How well I remember all this. If I recall these events to the house, it is only because of the historical value. Thousands of people poured in from central Europe, the British Isles, from the Scandinavian countries and from across the line. Some came from Ireland, some of the best. They took advantage of what we had to offer, our fertile soil, our freedom and our laws. They came by thousands.

In 1903 I went back to the west. My father said: "Now, there is a new deal here; come on home, son. There is work for you here." I went home on the train with immigrants because it was cheaper and it was more interesting. I recall leaving Montreal, and I believe it took us eight days to travel to Calgary. We then had to take a small branch line-I forget the name of it-which ran from Calgary to Edmonton. The train was loaded with immigrants, most of whom came

The Address-Mr. Dechene from central Europe and the Scandinavian countries. There were a couple of carloads of people from the British Isles. They were happy. I recall walking through the train watching these people and thinking how far away from home they were. They came from Galicia, a province in Austria, from Bukovina, some from Germany and from Scandinavia. They had been told by those who came in the advance guard what we had to offer in the west. It took eight days to travel to Calgary, and then I had to take this train to Edmonton. If I recite these facts, it is only because I have something on my mind. I bow to my friends from the west, who were there in those days-and they were important days for us. We landed in Strath-cona, on the south side of the river. There was no bridge at that time. Well, perhaps that is not quite correct, because there was an old river bridge. Most of the people went down by tallyho-four horses going along at about 25 miles a hour. It took a good man to ride with them; in fact most people did not dare to do it, because it looked dangerous.

Then, there was a little train, a little railway-and perhaps it was the shortest railway with the longest name that has ever been known in the world. It was the Edmonton, Alberta, Yukon, British Columbia and Pacific Railway, and travelled about five miles. It just had to go down a hill, and up again. And I say all this because I think there is something of great importance attached to it.

Instead of taking the tallyho, as we called it, which ran downhill at breakneck speed- although I was not afraid of it; I was almost a cowboy in those days-I rode the train. It consisted of four wooden cars, loaded to the roof. And as we went down that hill we could see the lights across the river on the heights of Edmonton.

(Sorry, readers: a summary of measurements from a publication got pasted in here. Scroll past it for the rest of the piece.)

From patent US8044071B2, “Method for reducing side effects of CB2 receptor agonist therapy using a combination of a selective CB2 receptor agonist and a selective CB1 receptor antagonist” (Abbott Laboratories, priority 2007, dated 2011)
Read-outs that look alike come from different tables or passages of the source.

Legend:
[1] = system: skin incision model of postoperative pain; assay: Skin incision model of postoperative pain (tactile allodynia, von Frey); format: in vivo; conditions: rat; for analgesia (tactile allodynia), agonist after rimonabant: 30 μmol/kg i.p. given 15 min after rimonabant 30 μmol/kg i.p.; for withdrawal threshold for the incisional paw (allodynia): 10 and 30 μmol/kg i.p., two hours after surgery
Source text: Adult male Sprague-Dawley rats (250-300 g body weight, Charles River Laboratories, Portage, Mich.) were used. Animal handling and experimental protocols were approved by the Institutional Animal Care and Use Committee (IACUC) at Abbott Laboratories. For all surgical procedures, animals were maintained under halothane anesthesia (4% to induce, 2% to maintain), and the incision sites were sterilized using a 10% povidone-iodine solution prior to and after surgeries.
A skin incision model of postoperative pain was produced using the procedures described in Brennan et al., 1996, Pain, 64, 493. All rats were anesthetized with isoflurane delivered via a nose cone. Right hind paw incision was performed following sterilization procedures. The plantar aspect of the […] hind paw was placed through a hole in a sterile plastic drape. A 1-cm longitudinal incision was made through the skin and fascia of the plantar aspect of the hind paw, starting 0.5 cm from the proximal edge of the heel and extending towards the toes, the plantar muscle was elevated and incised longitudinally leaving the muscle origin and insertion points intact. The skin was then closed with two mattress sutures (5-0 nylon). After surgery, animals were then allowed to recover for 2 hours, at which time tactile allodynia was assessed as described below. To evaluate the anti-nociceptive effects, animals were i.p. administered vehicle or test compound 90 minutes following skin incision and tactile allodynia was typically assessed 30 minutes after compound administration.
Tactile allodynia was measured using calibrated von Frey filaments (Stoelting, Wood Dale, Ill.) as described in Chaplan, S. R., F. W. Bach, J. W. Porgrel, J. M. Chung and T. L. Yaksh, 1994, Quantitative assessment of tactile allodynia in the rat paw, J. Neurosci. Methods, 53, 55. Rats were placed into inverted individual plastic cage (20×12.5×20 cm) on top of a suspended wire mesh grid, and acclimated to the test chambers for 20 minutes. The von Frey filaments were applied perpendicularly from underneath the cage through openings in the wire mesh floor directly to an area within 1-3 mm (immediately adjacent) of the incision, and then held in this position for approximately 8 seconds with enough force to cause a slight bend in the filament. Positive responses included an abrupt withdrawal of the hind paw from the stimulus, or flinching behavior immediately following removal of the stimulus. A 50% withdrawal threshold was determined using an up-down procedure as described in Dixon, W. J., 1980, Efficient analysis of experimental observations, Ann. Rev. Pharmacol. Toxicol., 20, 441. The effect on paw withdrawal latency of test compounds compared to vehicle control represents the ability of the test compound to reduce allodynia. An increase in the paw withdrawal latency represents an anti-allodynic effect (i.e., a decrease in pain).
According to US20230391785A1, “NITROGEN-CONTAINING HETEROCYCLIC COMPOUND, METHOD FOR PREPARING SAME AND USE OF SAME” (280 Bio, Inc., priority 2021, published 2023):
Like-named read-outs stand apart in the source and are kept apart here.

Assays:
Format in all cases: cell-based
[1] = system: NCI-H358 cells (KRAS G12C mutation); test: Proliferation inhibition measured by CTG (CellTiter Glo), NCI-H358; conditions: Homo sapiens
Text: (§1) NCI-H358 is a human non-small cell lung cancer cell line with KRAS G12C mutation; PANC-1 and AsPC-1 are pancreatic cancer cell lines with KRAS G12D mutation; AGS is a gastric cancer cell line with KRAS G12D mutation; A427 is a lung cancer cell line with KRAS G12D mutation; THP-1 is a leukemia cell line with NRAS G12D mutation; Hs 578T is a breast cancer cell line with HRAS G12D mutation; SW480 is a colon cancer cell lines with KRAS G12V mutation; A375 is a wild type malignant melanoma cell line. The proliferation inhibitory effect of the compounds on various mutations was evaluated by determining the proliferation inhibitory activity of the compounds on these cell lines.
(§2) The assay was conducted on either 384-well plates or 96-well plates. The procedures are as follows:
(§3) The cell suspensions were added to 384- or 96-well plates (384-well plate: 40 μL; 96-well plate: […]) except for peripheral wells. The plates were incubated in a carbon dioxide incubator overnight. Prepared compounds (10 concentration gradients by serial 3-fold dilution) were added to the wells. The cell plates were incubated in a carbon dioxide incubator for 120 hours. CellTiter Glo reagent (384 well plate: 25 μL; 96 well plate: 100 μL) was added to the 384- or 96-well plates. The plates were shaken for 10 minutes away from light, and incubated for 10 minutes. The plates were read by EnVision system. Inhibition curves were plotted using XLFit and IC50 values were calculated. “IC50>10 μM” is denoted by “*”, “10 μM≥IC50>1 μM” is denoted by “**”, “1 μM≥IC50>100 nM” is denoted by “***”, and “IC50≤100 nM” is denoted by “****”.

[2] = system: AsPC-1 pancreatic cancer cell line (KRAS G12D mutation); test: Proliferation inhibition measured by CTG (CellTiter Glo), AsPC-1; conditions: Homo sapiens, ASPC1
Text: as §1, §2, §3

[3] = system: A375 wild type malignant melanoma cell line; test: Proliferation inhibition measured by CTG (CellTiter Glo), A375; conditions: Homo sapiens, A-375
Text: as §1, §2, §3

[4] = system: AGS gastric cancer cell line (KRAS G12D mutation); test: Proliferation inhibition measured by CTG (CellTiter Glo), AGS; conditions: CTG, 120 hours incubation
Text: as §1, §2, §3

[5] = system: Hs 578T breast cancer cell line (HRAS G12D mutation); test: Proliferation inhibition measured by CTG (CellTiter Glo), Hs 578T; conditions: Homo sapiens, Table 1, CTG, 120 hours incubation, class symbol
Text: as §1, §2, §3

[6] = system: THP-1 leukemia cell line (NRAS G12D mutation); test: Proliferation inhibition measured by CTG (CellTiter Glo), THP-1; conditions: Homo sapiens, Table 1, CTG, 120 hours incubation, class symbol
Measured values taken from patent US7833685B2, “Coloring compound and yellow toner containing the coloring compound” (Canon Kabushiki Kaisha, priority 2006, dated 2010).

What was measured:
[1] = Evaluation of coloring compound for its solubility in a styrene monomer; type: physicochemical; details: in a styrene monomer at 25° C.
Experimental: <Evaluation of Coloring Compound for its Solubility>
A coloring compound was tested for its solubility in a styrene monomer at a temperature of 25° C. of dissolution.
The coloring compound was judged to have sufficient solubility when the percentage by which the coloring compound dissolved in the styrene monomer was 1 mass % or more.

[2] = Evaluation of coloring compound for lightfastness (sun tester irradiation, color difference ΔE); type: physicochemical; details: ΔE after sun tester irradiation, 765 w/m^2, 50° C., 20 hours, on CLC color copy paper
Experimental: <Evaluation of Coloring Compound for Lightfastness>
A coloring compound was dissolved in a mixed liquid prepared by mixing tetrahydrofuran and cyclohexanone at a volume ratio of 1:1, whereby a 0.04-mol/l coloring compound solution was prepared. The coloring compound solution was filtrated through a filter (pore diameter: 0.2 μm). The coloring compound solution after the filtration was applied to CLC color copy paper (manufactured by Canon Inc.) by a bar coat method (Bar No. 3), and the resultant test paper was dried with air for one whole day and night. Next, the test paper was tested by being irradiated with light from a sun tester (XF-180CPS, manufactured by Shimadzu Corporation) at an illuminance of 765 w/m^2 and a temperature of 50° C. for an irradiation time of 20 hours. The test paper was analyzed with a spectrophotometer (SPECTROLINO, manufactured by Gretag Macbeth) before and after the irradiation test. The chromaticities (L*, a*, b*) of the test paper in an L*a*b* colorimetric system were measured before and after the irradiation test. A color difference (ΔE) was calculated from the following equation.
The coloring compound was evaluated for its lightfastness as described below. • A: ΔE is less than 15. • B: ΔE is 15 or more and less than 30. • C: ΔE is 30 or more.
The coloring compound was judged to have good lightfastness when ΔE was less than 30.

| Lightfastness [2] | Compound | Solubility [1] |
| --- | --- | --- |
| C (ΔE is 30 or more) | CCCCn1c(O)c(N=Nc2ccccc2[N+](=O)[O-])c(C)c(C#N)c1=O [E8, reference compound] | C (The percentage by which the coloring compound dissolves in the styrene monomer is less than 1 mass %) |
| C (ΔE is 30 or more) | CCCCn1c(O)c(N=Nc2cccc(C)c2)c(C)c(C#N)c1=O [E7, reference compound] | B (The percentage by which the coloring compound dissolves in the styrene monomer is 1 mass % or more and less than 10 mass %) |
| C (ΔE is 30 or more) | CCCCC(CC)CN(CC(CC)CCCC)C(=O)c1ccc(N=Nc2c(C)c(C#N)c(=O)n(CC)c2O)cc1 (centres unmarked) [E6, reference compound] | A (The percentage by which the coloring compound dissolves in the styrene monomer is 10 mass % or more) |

On that occasion I saw a man up at the end of the car. He was a tall man, a fair man, evidently a Scandinavian, and he began to sing. Mr. Speaker, it has been my lot at times to hear some fine singers. I have listened to Caruso, on gramophone records; and yet I must say that I never heard anything finer or better than that Scandinavian-although, unfortunately, I could not understand a word he said.

It was obvious however that he was singing a song of farewell to the country he had loved, and from which he had come, and at the same time a song of welcome to the country to which he had come-a country so vast, with its limitless prairies. But this man was pleased; he felt strong-a regular Viking, coming to a new land. And he sang all the way along, until everyone was spellbound.

As I say, I did not understand a word he said; but one could understand his feelings. Here was a land of liberty, a land of plenty, a land that gave scope for his strong arm and for his will, he was singing to it. Those of us who were there never said a word, all the way along. We just listened to that magnificent song. No speech could have expressed better the meaning of his song.

And when we got to the top of the hill- and, Mr. Speaker, it took us a long time-we got off at Edmonton. My folks were there to meet me-and I hope, Mr. Speaker, that I am not wearying the house, because I do not speak in this way simply to relate a personal matter but rather to illustrate the development that has taken place out there. Immediately I told my father about the man I had heard singing. It seemed, I said, as if he loved this land, and I said that I believed I loved it more since I had heard him sing. I did not realize the value of what we have, did not realize as well as this man who had come all the way across the seas, and who sang about the wonderful things we have here- the size of it, the breadth of it.

Everybody was so happy in those days. That was a time when there were no strangers: we were all brothers in the west. The old-timers from out there will remember that.